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Issue #016 - Recycled Glass
December 31, 2009
Hot Out of the Kiln
December 31, 2009
Hot Out of the Kiln brings you the latest information, ideas, and resources for your glass fusing experience. If you like this newsletter, please forward it to share it with your friends.
1. Feature Article
Feature Article - Recycled GlassRecycled glass has been around forever! Experimenting with bottle glass, window glass, or even art glass can deliver some very interesting and elegant results. I can be very exciting and quite rewarding to see what was once garbage magically transformed into something gorgeous and stunning.
On this particular piece, I used a blue Sky bottle. First I filled a mold with the larger pieces and then sprinkled in the smaller pieces. The tiny pieces give it an added shimmer.
As a rule using any of these types of glass, they need to fire much hotter to melt and the holding times will run longer to achieve the same or similar results that you have with regular fusing glass.
There are the issues of unknown Coefficiency of Expansion and devit. Even if the bottles are from the same manufacturer, there is no guarantee that the COE of each bottle will be the same. If you are planning on selling or even gifting any item, it is highly recommended that a polarized film be used to check for any stress in the glass.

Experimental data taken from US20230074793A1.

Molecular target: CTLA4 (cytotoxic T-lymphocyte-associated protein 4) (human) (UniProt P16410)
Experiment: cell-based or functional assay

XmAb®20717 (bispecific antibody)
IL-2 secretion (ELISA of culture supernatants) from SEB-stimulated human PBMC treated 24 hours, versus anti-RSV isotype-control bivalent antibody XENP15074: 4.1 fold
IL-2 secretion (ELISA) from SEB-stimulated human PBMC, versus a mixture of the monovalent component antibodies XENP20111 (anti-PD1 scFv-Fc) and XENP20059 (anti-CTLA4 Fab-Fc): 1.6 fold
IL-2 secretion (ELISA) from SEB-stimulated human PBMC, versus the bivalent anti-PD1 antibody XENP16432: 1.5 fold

To avoid devit, try slumping pieces for a longer time instead of a higher temperature. Suggested slumping temperatures are 1100 or 1150 with a longer hold time. A fine coating of borax and water will help prevent devit. This solution can leave a coating on the surface when removed from the kiln, but it can usually be removed with water, vinegar and a scrubby.
Quote of the Month“True are takes note not merely of form, but also of what lies behind.” – Mahatma Gandhi
Since Last E-Zine
I have been working on my Christmas gifts over the past few weeks. This year I finally settled on making Coral bowls for the girls. They take several firings before you finally achieve the final piece.
These are very unique and interesting pieces. They have gaping holes and long arms that reach out in every direction. They are no good for holding any liquid, but make outstanding conversational pieces.
Since I was given some iridescent brownish yellow glass last year, I decided that it would make a fantastic base for the piece. A transparent yellow glass added some subtle accent to the piece which really made the rest of the glass pop.
I will be putting up a page on designing these bowls pretty soon, so if you are interested in making these, check out the site!
Wishing everyone a Healthy, Happy and Creative New Year!
Reader QuestionEstella writes: